Love in the Time of Refugees



I’m in love.

I was fretful and anxious, but now I’m in love.

The context for my emotional bi-polarity has been the Syrian refugee crisis.

In my anxious phase I posted a great number of guilt-inducing refugee photos on Facebook. I sent money overseas to worthy causes. I applauded the heroic efforts of volunteers and the inhabitants of Lebos.

But most days I wrung my hands and felt ineffectual and therefore sad and worried.

But then the Halabi* family arrived. The Syrian refugee crisis took on flesh and blood and moved into the neighbourhood (to tweak a phrase from Eugene Peterson).

To be accurate, the Syrian refugee crisis took on flesh and blood and moved into the guest quarters on our community farm.

This is what the big scary refugee crisis looks like up close:

Hospitable. As I write, I look out my window and into the kitchen window of the Halabis. There I see Asna, who has been cooking constantly for two days. She’s cooking a feast of stuffed peppers, eggplants and zucchinis for each of the six families that call this farm home.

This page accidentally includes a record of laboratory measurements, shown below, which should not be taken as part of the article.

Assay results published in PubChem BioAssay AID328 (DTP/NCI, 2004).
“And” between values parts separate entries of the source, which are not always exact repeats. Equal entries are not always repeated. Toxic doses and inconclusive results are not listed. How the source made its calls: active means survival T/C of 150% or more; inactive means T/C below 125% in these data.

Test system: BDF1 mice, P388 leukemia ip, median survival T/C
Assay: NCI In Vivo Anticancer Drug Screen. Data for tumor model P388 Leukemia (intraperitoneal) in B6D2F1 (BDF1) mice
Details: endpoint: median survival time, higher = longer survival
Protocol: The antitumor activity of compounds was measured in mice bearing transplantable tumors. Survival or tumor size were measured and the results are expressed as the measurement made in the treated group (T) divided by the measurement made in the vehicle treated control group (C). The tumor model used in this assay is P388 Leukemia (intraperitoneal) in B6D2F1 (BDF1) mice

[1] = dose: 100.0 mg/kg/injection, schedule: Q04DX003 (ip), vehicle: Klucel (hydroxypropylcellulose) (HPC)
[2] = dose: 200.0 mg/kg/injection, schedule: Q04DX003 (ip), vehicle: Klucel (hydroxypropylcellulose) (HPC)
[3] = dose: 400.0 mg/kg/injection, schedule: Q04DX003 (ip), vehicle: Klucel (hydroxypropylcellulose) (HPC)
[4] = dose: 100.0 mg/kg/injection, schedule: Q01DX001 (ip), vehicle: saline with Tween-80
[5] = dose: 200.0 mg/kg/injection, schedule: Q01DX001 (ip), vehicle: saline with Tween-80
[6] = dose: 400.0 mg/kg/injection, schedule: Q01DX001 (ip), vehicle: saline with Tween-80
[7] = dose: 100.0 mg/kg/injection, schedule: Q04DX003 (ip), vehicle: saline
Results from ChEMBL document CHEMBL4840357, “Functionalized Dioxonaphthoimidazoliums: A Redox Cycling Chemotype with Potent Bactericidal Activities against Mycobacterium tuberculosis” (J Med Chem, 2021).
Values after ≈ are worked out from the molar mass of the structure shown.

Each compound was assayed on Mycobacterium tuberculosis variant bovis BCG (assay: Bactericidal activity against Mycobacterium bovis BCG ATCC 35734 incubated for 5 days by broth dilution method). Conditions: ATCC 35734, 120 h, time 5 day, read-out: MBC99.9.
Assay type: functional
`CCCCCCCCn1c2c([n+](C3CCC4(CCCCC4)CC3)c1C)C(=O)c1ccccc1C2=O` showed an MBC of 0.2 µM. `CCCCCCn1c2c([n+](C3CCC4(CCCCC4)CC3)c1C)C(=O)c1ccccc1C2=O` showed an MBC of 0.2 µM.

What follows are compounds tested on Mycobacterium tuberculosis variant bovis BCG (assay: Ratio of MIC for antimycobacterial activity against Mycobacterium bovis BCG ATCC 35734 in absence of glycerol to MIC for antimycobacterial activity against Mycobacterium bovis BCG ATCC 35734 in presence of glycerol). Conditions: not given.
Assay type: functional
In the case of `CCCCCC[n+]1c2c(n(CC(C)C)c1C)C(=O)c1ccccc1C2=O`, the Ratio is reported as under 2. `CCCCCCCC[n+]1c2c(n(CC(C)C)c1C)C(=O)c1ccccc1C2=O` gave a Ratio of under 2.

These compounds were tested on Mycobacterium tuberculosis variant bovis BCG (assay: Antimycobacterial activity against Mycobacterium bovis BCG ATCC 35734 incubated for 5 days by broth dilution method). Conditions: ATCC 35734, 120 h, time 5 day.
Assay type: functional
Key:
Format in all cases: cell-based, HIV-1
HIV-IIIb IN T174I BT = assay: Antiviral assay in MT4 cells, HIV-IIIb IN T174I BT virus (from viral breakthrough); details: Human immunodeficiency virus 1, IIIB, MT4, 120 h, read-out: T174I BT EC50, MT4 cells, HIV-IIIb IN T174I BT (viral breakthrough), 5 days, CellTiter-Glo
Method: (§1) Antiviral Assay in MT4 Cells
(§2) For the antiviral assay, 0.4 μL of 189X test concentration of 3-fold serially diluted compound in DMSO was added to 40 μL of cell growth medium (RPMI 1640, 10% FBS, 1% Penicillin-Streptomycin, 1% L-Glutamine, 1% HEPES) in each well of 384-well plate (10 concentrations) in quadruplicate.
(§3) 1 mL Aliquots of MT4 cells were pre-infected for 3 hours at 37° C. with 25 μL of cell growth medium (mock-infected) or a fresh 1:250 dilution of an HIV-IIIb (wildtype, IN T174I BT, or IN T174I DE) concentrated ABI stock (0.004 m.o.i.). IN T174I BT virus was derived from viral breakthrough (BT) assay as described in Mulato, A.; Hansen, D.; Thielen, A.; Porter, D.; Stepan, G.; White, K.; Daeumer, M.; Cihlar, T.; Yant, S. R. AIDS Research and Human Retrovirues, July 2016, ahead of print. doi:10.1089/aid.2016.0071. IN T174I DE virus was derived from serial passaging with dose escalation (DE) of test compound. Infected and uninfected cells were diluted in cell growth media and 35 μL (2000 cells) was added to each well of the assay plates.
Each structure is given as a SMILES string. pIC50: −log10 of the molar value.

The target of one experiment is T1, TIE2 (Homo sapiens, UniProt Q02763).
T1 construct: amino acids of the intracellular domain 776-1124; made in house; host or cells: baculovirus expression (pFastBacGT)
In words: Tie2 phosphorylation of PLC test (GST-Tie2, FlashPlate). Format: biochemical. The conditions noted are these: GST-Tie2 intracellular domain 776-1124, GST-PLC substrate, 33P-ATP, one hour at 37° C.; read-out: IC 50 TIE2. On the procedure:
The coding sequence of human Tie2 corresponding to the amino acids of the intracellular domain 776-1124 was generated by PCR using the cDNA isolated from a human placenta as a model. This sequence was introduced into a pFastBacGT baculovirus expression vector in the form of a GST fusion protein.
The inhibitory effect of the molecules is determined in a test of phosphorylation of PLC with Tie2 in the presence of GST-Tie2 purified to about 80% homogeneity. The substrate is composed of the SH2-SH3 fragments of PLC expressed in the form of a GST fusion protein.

The guests have become the hosts and we are the beneficiaries. I can’t walk within sight of her door without being invited in for a cup of Arabic coffee (personally imported by Asna herself from a Jordanian market near the refugee camp in which she lived for three years. She brews the stuff so strong I can feel blood vessels popping in my head as I drink!).....


Read the rest over at Shelovesmagazine





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